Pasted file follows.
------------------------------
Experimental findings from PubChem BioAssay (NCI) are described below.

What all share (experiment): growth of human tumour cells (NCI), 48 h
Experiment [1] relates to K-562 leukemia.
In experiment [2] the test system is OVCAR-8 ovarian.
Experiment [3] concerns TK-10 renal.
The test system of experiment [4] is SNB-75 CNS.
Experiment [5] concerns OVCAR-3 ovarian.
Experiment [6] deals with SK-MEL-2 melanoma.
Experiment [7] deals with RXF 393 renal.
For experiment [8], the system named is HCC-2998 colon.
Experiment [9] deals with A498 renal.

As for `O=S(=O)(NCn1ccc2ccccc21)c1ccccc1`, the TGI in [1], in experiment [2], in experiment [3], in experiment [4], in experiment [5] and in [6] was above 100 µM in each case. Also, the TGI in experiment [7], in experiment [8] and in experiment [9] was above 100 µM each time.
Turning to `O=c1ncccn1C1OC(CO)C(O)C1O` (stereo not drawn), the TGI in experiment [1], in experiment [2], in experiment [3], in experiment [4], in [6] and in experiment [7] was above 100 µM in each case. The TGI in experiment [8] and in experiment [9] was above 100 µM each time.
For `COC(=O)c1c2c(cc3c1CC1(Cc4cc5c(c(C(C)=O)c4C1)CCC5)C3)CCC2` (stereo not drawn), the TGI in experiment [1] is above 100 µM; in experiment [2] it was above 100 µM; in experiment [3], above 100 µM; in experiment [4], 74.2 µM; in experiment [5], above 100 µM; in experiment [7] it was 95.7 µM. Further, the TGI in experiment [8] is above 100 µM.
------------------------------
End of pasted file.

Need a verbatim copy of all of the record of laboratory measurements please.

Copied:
Experimental findings from PubChem BioAssay (NCI) are described below.

What all share (experiment): growth of human tumour cells (NCI), 48 h
Experiment [1] relates to K-562 leukemia.
In experiment [2] the test system is OVCAR-8 ovarian.
Experiment [3] concerns TK-10 renal.
The test system of experiment [4] is SNB-75 CNS.
Experiment [5] concerns OVCAR-3 ovarian.
Experiment [6] deals with SK-MEL-2 melanoma.
Experiment [7] deals with RXF 393 renal.
For experiment [8], the system named is HCC-2998 colon.
Experiment [9] deals with A498 renal.

As for `O=S(=O)(NCn1ccc2ccccc21)c1ccccc1`, the TGI in [1], in experiment [2], in experiment [3], in experiment [4], in experiment [5] and in [6] was above 100 µM in each case. Also, the TGI in experiment [7], in experiment [8] and in experiment [9] was above 100 µM each time.
Turning to `O=c1ncccn1C1OC(CO)C(O)C1O` (stereo not drawn), the TGI in experiment [1], in experiment [2], in experiment [3], in experiment [4], in [6] and in experiment [7] was above 100 µM in each case. The TGI in experiment [8] and in experiment [9] was above 100 µM each time.
For `COC(=O)c1c2c(cc3c1CC1(Cc4cc5c(c(C(C)=O)c4C1)CCC5)C3)CCC2` (stereo not drawn), the TGI in experiment [1] is above 100 µM; in experiment [2] it was above 100 µM; in experiment [3], above 100 µM; in experiment [4], 74.2 µM; in experiment [5], above 100 µM; in experiment [7] it was 95.7 µM. Further, the TGI in experiment [8] is above 100 µM.